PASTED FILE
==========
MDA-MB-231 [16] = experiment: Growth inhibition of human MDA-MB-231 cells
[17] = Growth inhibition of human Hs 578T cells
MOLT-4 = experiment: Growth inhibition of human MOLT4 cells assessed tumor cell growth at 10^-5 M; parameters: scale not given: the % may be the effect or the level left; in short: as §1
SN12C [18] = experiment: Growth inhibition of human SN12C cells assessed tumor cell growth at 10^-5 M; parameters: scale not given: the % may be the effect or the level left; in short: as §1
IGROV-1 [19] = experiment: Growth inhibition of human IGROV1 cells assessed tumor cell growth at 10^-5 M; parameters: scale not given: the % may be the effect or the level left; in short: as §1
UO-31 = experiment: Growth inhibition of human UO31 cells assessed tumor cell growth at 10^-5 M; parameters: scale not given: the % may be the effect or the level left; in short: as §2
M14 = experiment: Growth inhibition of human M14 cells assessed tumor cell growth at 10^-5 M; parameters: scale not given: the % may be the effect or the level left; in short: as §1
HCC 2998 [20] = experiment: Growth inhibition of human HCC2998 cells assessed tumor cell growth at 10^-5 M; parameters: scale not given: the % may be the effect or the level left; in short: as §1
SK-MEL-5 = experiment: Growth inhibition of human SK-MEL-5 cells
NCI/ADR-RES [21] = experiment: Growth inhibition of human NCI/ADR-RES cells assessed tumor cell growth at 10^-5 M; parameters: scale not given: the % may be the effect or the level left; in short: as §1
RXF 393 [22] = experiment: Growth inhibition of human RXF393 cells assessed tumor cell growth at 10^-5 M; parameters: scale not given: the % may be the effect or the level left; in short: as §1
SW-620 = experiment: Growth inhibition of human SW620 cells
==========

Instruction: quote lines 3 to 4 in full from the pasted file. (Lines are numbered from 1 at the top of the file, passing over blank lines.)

MOLT-4 = experiment: Growth inhibition of human MOLT4 cells assessed tumor cell growth at 10^-5 M; parameters: scale not given: the % may be the effect or the level left; in short: as §1
SN12C [18] = experiment: Growth inhibition of human SN12C cells assessed tumor cell growth at 10^-5 M; parameters: scale not given: the % may be the effect or the level left; in short: as §1